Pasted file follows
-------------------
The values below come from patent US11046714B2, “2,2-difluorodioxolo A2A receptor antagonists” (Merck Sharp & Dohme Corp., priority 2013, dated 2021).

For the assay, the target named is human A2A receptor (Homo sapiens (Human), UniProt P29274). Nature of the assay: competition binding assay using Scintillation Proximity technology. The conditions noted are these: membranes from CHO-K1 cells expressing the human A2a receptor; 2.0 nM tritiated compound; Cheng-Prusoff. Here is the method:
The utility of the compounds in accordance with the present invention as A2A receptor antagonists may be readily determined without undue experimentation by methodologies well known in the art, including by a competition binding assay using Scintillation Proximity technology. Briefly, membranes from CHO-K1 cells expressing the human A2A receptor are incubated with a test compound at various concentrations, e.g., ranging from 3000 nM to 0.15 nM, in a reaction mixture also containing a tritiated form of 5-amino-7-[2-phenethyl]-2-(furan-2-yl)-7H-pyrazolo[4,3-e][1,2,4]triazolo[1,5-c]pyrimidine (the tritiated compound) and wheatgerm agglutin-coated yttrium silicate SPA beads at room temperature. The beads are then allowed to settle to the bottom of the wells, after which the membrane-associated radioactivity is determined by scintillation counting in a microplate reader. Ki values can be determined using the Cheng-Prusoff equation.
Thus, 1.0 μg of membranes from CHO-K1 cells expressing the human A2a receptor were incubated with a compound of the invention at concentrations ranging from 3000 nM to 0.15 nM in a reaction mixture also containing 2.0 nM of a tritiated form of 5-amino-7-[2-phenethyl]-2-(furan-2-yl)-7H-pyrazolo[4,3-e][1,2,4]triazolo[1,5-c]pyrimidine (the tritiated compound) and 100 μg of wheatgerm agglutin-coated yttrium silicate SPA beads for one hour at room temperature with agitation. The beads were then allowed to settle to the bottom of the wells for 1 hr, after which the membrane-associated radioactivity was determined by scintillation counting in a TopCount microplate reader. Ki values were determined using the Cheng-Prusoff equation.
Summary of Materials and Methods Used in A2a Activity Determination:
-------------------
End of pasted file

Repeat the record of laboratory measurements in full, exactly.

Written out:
The values below come from patent US11046714B2, “2,2-difluorodioxolo A2A receptor antagonists” (Merck Sharp & Dohme Corp., priority 2013, dated 2021).

For the assay, the target named is human A2A receptor (Homo sapiens (Human), UniProt P29274). Nature of the assay: competition binding assay using Scintillation Proximity technology. The conditions noted are these: membranes from CHO-K1 cells expressing the human A2a receptor; 2.0 nM tritiated compound; Cheng-Prusoff. Here is the method:
The utility of the compounds in accordance with the present invention as A2A receptor antagonists may be readily determined without undue experimentation by methodologies well known in the art, including by a competition binding assay using Scintillation Proximity technology. Briefly, membranes from CHO-K1 cells expressing the human A2A receptor are incubated with a test compound at various concentrations, e.g., ranging from 3000 nM to 0.15 nM, in a reaction mixture also containing a tritiated form of 5-amino-7-[2-phenethyl]-2-(furan-2-yl)-7H-pyrazolo[4,3-e][1,2,4]triazolo[1,5-c]pyrimidine (the tritiated compound) and wheatgerm agglutin-coated yttrium silicate SPA beads at room temperature. The beads are then allowed to settle to the bottom of the wells, after which the membrane-associated radioactivity is determined by scintillation counting in a microplate reader. Ki values can be determined using the Cheng-Prusoff equation.
Thus, 1.0 μg of membranes from CHO-K1 cells expressing the human A2a receptor were incubated with a compound of the invention at concentrations ranging from 3000 nM to 0.15 nM in a reaction mixture also containing 2.0 nM of a tritiated form of 5-amino-7-[2-phenethyl]-2-(furan-2-yl)-7H-pyrazolo[4,3-e][1,2,4]triazolo[1,5-c]pyrimidine (the tritiated compound) and 100 μg of wheatgerm agglutin-coated yttrium silicate SPA beads for one hour at room temperature with agitation. The beads were then allowed to settle to the bottom of the wells for 1 hr, after which the membrane-associated radioactivity was determined by scintillation counting in a TopCount microplate reader. Ki values were determined using the Cheng-Prusoff equation.
Summary of Materials and Methods Used in A2a Activity Determination: